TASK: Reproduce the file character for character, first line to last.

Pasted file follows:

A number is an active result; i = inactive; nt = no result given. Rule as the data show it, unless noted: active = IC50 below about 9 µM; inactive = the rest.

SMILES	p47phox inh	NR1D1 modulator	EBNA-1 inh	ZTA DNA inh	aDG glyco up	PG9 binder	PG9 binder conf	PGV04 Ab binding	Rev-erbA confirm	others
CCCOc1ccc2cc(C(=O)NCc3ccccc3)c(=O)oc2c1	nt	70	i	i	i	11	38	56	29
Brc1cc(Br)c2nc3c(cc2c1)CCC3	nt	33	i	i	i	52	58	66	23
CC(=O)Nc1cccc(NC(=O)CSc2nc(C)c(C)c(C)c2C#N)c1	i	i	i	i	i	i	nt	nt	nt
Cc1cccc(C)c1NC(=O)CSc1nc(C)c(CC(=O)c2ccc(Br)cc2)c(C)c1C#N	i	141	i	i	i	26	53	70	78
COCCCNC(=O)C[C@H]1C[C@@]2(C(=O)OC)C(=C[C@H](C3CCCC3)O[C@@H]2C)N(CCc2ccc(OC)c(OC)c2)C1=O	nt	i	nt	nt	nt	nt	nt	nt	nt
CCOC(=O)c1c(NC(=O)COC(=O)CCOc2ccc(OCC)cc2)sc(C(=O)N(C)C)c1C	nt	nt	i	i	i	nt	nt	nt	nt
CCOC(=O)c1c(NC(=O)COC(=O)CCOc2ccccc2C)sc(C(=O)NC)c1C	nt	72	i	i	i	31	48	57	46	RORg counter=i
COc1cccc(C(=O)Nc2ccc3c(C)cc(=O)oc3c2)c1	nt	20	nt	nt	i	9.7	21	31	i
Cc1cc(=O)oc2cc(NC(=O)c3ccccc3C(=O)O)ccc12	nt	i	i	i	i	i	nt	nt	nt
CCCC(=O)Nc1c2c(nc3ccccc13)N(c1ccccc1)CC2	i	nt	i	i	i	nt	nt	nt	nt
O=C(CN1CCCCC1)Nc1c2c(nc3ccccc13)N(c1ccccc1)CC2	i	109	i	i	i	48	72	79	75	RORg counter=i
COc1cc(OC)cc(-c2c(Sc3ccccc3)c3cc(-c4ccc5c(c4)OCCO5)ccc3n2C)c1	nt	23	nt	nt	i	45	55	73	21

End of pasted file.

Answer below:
A number is an active result; i = inactive; nt = no result given. Rule as the data show it, unless noted: active = IC50 below about 9 µM; inactive = the rest.

SMILES	p47phox inh	NR1D1 modulator	EBNA-1 inh	ZTA DNA inh	aDG glyco up	PG9 binder	PG9 binder conf	PGV04 Ab binding	Rev-erbA confirm	others
CCCOc1ccc2cc(C(=O)NCc3ccccc3)c(=O)oc2c1	nt	70	i	i	i	11	38	56	29
Brc1cc(Br)c2nc3c(cc2c1)CCC3	nt	33	i	i	i	52	58	66	23
CC(=O)Nc1cccc(NC(=O)CSc2nc(C)c(C)c(C)c2C#N)c1	i	i	i	i	i	i	nt	nt	nt
Cc1cccc(C)c1NC(=O)CSc1nc(C)c(CC(=O)c2ccc(Br)cc2)c(C)c1C#N	i	141	i	i	i	26	53	70	78
COCCCNC(=O)C[C@H]1C[C@@]2(C(=O)OC)C(=C[C@H](C3CCCC3)O[C@@H]2C)N(CCc2ccc(OC)c(OC)c2)C1=O	nt	i	nt	nt	nt	nt	nt	nt	nt
CCOC(=O)c1c(NC(=O)COC(=O)CCOc2ccc(OCC)cc2)sc(C(=O)N(C)C)c1C	nt	nt	i	i	i	nt	nt	nt	nt
CCOC(=O)c1c(NC(=O)COC(=O)CCOc2ccccc2C)sc(C(=O)NC)c1C	nt	72	i	i	i	31	48	57	46	RORg counter=i
COc1cccc(C(=O)Nc2ccc3c(C)cc(=O)oc3c2)c1	nt	20	nt	nt	i	9.7	21	31	i
Cc1cc(=O)oc2cc(NC(=O)c3ccccc3C(=O)O)ccc12	nt	i	i	i	i	i	nt	nt	nt
CCCC(=O)Nc1c2c(nc3ccccc13)N(c1ccccc1)CC2	i	nt	i	i	i	nt	nt	nt	nt
O=C(CN1CCCCC1)Nc1c2c(nc3ccccc13)N(c1ccccc1)CC2	i	109	i	i	i	48	72	79	75	RORg counter=i
COc1cc(OC)cc(-c2c(Sc3ccccc3)c3cc(-c4ccc5c(c4)OCCO5)ccc3n2C)c1	nt	23	nt	nt	i	45	55	73	21